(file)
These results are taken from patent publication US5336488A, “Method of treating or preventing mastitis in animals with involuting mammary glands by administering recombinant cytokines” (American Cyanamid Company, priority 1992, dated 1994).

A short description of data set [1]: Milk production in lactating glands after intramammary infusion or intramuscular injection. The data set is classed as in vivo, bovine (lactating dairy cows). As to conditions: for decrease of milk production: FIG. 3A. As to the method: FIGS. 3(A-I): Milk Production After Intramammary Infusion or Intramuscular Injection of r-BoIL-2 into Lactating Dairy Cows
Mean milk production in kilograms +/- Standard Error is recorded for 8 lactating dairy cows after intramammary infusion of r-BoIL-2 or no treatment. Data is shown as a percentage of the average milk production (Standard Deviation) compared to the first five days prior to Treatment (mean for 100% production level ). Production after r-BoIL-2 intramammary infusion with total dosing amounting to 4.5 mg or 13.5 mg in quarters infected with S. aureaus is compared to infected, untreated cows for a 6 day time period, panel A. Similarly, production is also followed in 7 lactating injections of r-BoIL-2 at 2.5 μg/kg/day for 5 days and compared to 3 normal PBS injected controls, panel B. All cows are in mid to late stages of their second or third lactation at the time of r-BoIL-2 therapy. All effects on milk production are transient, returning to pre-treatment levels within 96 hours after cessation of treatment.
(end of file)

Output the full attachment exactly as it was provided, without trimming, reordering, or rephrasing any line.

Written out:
These results are taken from patent publication US5336488A, “Method of treating or preventing mastitis in animals with involuting mammary glands by administering recombinant cytokines” (American Cyanamid Company, priority 1992, dated 1994).

A short description of data set [1]: Milk production in lactating glands after intramammary infusion or intramuscular injection. The data set is classed as in vivo, bovine (lactating dairy cows). As to conditions: for decrease of milk production: FIG. 3A. As to the method: FIGS. 3(A-I): Milk Production After Intramammary Infusion or Intramuscular Injection of r-BoIL-2 into Lactating Dairy Cows
Mean milk production in kilograms +/- Standard Error is recorded for 8 lactating dairy cows after intramammary infusion of r-BoIL-2 or no treatment. Data is shown as a percentage of the average milk production (Standard Deviation) compared to the first five days prior to Treatment (mean for 100% production level ). Production after r-BoIL-2 intramammary infusion with total dosing amounting to 4.5 mg or 13.5 mg in quarters infected with S. aureaus is compared to infected, untreated cows for a 6 day time period, panel A. Similarly, production is also followed in 7 lactating injections of r-BoIL-2 at 2.5 μg/kg/day for 5 days and compared to 3 normal PBS injected controls, panel B. All cows are in mid to late stages of their second or third lactation at the time of r-BoIL-2 therapy. All effects on milk production are transient, returning to pre-treatment levels within 96 hours after cessation of treatment.